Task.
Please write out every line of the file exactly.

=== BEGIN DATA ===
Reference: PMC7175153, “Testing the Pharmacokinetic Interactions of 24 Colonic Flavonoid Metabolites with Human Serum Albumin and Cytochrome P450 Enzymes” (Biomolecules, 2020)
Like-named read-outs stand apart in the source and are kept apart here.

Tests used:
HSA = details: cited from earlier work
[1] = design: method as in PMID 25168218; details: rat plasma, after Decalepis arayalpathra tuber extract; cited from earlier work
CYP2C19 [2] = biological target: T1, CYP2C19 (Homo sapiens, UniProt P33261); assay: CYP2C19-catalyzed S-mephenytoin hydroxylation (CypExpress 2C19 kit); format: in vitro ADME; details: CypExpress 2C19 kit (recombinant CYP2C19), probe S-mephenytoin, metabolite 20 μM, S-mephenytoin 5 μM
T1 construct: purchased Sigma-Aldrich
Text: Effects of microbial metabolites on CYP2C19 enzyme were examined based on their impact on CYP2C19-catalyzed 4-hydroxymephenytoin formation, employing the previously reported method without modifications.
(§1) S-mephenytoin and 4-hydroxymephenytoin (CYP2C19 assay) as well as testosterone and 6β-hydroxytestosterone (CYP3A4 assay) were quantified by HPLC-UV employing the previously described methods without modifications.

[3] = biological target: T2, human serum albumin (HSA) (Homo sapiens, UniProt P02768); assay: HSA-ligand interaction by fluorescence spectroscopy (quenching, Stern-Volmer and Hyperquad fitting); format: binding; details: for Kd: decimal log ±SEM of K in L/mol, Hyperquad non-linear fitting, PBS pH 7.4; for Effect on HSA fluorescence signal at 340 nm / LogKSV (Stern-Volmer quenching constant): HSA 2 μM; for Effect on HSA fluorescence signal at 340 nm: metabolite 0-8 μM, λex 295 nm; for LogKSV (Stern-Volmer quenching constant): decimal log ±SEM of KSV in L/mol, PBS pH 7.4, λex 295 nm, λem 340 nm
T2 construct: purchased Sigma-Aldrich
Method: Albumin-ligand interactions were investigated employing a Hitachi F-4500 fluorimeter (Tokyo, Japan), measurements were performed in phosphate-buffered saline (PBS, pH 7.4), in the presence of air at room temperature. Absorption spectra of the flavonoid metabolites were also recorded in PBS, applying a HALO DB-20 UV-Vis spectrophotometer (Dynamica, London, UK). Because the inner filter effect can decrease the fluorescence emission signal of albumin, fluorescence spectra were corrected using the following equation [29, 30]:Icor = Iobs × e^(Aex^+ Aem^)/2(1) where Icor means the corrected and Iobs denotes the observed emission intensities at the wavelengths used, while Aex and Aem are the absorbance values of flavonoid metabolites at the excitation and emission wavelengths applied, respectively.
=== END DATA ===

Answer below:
Reference: PMC7175153, “Testing the Pharmacokinetic Interactions of 24 Colonic Flavonoid Metabolites with Human Serum Albumin and Cytochrome P450 Enzymes” (Biomolecules, 2020)
Like-named read-outs stand apart in the source and are kept apart here.

Tests used:
HSA = details: cited from earlier work
[1] = design: method as in PMID 25168218; details: rat plasma, after Decalepis arayalpathra tuber extract; cited from earlier work
CYP2C19 [2] = biological target: T1, CYP2C19 (Homo sapiens, UniProt P33261); assay: CYP2C19-catalyzed S-mephenytoin hydroxylation (CypExpress 2C19 kit); format: in vitro ADME; details: CypExpress 2C19 kit (recombinant CYP2C19), probe S-mephenytoin, metabolite 20 μM, S-mephenytoin 5 μM
T1 construct: purchased Sigma-Aldrich
Text: Effects of microbial metabolites on CYP2C19 enzyme were examined based on their impact on CYP2C19-catalyzed 4-hydroxymephenytoin formation, employing the previously reported method without modifications.
(§1) S-mephenytoin and 4-hydroxymephenytoin (CYP2C19 assay) as well as testosterone and 6β-hydroxytestosterone (CYP3A4 assay) were quantified by HPLC-UV employing the previously described methods without modifications.

[3] = biological target: T2, human serum albumin (HSA) (Homo sapiens, UniProt P02768); assay: HSA-ligand interaction by fluorescence spectroscopy (quenching, Stern-Volmer and Hyperquad fitting); format: binding; details: for Kd: decimal log ±SEM of K in L/mol, Hyperquad non-linear fitting, PBS pH 7.4; for Effect on HSA fluorescence signal at 340 nm / LogKSV (Stern-Volmer quenching constant): HSA 2 μM; for Effect on HSA fluorescence signal at 340 nm: metabolite 0-8 μM, λex 295 nm; for LogKSV (Stern-Volmer quenching constant): decimal log ±SEM of KSV in L/mol, PBS pH 7.4, λex 295 nm, λem 340 nm
T2 construct: purchased Sigma-Aldrich
Method: Albumin-ligand interactions were investigated employing a Hitachi F-4500 fluorimeter (Tokyo, Japan), measurements were performed in phosphate-buffered saline (PBS, pH 7.4), in the presence of air at room temperature. Absorption spectra of the flavonoid metabolites were also recorded in PBS, applying a HALO DB-20 UV-Vis spectrophotometer (Dynamica, London, UK). Because the inner filter effect can decrease the fluorescence emission signal of albumin, fluorescence spectra were corrected using the following equation [29, 30]:Icor = Iobs × e^(Aex^+ Aem^)/2(1) where Icor means the corrected and Iobs denotes the observed emission intensities at the wavelengths used, while Aex and Aem are the absorbance values of flavonoid metabolites at the excitation and emission wavelengths applied, respectively.